The LEGO Movie 2: The Second Part
The Walking Dead
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All Critics (4)
| Top Critics (1)
| Fresh (3)
| Rotten (1)
| DVD (2)
Constitute[s] as fascinating a work of popular sociology as you may ever see.
The first segment in Michael Apted's seminal documentary
Over the course of 500-some minutes of footage, few surprises await
The first entry in Michael Apted's anthropological study of human lives that will slowly take shape over the course of another five films.
Even if it embraces a too deterministic view of society by presuming it can predict a child's future just from their social class, this is a fascinating film (and experiment) that reveals so much about the multiple contrasting ways those seven-year-old kids perceive the world around them.
I found it interesting how smart these kids are. The whole series is a great idea, I wish I could find more of them
The first of the greatest documentary series ever made, filming literally the lives of a group of child, ever seven years of their life. "There aren't many pieces of work, especially in film, that have the patience or the longevity or the time to honor the drama of ordinary life; and after all, the drama of what we all have to go through ? children, jobs, marriage, the things that touch us ? is the big drama of life, far more so than the drama of movies and television.? Quote: the director Michael Apted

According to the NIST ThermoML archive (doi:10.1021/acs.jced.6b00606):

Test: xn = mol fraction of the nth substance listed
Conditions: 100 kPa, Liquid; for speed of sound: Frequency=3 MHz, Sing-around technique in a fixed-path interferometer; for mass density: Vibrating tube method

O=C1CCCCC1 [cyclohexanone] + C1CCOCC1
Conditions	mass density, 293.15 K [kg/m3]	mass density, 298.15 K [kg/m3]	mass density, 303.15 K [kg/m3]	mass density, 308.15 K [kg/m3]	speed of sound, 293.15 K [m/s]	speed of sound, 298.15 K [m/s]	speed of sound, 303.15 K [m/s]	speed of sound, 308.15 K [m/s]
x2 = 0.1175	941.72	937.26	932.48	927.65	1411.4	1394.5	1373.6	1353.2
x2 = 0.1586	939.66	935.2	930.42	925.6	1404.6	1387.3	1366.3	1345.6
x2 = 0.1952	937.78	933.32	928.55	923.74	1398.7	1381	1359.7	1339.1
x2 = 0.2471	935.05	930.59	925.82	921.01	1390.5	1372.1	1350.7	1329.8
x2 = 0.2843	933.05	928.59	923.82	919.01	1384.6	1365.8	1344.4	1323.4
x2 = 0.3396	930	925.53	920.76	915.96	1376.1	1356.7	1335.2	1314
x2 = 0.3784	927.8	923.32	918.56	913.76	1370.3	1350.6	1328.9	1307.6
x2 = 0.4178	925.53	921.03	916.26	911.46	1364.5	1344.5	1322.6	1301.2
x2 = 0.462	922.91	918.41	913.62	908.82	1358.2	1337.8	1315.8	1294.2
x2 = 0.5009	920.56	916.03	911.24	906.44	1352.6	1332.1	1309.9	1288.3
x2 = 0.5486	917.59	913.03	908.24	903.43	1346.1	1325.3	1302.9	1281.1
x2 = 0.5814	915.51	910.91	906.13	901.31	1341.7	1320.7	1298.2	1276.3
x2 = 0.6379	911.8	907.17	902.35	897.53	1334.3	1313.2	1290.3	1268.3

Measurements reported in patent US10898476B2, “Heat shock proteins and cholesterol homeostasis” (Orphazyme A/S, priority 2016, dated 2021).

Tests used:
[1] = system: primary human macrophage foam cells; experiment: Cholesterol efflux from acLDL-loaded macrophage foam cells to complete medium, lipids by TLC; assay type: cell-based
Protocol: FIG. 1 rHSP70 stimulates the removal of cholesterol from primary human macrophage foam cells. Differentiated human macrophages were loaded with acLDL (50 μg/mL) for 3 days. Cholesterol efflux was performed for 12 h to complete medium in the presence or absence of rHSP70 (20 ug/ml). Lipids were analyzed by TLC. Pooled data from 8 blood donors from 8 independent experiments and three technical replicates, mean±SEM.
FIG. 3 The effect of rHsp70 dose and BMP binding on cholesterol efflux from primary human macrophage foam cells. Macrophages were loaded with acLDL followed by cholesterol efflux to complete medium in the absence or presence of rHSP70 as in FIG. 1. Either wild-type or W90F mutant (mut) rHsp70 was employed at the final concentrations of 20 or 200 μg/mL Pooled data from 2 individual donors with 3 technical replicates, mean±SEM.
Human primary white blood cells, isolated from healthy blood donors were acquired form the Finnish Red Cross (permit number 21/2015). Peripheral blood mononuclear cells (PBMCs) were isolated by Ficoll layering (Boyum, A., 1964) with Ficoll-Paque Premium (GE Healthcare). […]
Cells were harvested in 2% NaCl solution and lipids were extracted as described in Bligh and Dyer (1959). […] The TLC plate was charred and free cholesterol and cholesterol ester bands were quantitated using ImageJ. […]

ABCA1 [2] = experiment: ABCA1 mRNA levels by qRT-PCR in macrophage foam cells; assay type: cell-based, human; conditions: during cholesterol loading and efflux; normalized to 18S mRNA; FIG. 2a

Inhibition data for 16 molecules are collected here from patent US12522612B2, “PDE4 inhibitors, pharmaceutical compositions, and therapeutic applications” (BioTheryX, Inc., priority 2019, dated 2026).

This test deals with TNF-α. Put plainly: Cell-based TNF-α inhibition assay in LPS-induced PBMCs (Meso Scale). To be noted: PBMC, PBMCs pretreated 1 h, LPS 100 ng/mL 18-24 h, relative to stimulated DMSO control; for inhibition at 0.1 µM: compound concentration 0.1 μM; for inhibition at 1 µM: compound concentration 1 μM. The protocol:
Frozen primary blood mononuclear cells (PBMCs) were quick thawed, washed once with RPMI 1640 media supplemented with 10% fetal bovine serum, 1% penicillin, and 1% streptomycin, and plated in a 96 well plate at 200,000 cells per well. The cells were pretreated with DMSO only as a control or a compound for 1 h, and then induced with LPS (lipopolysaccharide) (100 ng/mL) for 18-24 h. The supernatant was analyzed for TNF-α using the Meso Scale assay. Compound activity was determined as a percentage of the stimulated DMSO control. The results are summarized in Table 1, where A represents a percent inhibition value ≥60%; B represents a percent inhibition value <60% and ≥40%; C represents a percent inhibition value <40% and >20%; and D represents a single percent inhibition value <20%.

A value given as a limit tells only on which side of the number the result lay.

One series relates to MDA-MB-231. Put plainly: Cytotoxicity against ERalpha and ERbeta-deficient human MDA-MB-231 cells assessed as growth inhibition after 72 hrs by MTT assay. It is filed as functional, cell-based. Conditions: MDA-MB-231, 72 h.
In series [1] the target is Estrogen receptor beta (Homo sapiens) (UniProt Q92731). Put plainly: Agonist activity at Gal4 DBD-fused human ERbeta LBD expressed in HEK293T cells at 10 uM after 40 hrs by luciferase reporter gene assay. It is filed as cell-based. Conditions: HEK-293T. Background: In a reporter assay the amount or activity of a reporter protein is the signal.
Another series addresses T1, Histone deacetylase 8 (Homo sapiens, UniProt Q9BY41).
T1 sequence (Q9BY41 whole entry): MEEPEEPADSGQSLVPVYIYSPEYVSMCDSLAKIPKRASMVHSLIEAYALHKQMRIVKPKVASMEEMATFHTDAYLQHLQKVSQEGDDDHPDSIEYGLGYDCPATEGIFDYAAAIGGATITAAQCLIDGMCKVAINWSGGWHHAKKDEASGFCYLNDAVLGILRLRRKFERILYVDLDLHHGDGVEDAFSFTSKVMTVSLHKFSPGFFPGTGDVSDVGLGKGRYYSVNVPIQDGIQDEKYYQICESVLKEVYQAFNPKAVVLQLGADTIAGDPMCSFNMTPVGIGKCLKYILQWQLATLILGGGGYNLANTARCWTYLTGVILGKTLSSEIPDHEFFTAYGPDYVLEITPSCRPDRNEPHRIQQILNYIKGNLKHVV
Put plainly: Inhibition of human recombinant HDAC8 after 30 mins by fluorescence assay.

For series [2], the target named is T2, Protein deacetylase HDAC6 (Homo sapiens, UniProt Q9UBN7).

A short, sweet, addicting, and influential film. Translating an inclusive lifelong study (of the kind usually reserved for clinical trials) into a sociological documentary takes bravado... but it is amiably handled here.
Regardless, the film is limited due to the short-sightedness of its thesis question: does class structure create an inescapable framework that will govern these children's lives?
While the question itself is intriguing, it means the selection of children fails to have enough sample space for looking at what would become the major themes of the decades these children would grow up: feminism and racism. There is only one child who represents a minority, and merely a handful of girls.
Regardless, such limitations are only blemishes on the horizon in this introductory documentary that serves as a light introduction to an epic series, as well as a brief, poignant look into the mind of a 7-year-old.
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